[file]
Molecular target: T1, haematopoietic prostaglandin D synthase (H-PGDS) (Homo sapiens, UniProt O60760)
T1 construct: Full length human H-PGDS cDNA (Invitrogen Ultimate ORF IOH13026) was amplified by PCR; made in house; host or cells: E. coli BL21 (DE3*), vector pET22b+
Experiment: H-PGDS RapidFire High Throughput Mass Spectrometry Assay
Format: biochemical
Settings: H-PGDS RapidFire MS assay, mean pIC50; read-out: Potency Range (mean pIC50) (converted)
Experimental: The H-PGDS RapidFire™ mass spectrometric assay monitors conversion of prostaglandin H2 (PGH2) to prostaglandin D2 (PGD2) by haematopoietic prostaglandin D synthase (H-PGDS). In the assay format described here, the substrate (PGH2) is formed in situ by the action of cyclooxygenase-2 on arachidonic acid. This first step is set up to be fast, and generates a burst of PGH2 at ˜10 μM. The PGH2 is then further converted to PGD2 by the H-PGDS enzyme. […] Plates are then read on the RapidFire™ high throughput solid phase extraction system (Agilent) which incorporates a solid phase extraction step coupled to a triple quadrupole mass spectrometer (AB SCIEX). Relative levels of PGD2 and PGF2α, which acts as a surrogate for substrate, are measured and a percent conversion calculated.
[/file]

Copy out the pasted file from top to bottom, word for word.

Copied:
Molecular target: T1, haematopoietic prostaglandin D synthase (H-PGDS) (Homo sapiens, UniProt O60760)
T1 construct: Full length human H-PGDS cDNA (Invitrogen Ultimate ORF IOH13026) was amplified by PCR; made in house; host or cells: E. coli BL21 (DE3*), vector pET22b+
Experiment: H-PGDS RapidFire High Throughput Mass Spectrometry Assay
Format: biochemical
Settings: H-PGDS RapidFire MS assay, mean pIC50; read-out: Potency Range (mean pIC50) (converted)
Experimental: The H-PGDS RapidFire™ mass spectrometric assay monitors conversion of prostaglandin H2 (PGH2) to prostaglandin D2 (PGD2) by haematopoietic prostaglandin D synthase (H-PGDS). In the assay format described here, the substrate (PGH2) is formed in situ by the action of cyclooxygenase-2 on arachidonic acid. This first step is set up to be fast, and generates a burst of PGH2 at ˜10 μM. The PGH2 is then further converted to PGD2 by the H-PGDS enzyme. […] Plates are then read on the RapidFire™ high throughput solid phase extraction system (Agilent) which incorporates a solid phase extraction step coupled to a triple quadrupole mass spectrometer (AB SCIEX). Relative levels of PGD2 and PGF2α, which acts as a surrogate for substrate, are measured and a percent conversion calculated.